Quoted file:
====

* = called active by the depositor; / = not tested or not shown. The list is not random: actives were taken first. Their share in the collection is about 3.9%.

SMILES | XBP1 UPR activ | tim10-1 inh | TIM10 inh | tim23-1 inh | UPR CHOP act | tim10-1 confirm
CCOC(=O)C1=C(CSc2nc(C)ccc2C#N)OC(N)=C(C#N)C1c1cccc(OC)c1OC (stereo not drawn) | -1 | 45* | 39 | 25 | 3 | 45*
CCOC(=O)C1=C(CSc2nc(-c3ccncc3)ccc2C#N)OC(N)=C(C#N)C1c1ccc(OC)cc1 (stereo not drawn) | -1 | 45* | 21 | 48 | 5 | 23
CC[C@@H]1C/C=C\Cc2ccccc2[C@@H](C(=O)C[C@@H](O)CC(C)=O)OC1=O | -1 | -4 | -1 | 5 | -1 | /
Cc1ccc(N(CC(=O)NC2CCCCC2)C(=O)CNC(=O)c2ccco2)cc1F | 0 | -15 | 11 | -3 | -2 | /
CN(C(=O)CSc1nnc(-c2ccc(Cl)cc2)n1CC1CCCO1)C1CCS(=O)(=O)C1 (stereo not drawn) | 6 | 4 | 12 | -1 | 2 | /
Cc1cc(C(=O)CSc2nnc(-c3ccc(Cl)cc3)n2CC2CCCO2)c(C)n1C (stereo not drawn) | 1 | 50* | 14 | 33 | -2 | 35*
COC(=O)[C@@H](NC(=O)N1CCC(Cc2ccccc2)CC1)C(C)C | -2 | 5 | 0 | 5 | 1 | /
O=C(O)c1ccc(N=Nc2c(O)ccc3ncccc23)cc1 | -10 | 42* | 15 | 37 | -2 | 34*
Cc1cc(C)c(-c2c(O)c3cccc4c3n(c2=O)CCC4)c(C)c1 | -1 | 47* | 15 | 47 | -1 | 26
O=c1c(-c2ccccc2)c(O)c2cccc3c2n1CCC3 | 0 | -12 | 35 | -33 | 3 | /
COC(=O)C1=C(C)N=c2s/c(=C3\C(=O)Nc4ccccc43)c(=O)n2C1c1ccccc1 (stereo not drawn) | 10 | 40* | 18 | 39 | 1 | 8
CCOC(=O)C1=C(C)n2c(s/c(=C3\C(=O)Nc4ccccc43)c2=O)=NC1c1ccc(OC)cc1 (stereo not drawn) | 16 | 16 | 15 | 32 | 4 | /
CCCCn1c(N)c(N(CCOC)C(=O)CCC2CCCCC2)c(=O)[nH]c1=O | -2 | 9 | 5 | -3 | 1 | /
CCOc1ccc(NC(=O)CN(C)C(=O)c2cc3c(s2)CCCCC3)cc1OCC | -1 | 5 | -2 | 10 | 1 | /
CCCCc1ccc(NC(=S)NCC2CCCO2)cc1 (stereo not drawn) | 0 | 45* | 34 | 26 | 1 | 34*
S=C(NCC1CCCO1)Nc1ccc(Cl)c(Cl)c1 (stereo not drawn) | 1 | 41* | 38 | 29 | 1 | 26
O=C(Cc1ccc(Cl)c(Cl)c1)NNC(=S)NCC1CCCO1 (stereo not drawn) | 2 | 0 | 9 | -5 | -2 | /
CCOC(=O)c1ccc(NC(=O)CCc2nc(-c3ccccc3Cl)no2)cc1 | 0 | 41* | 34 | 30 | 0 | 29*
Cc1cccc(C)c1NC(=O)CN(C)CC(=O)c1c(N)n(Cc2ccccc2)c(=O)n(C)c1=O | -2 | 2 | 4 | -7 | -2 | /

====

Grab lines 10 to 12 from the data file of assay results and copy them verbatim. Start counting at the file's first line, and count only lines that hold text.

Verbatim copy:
O=C(O)c1ccc(N=Nc2c(O)ccc3ncccc23)cc1 | -10 | 42* | 15 | 37 | -2 | 34*
Cc1cc(C)c(-c2c(O)c3cccc4c3n(c2=O)CCC4)c(C)c1 | -1 | 47* | 15 | 47 | -1 | 26
O=c1c(-c2ccccc2)c(O)c2cccc3c2n1CCC3 | 0 | -12 | 35 | -33 | 3 | /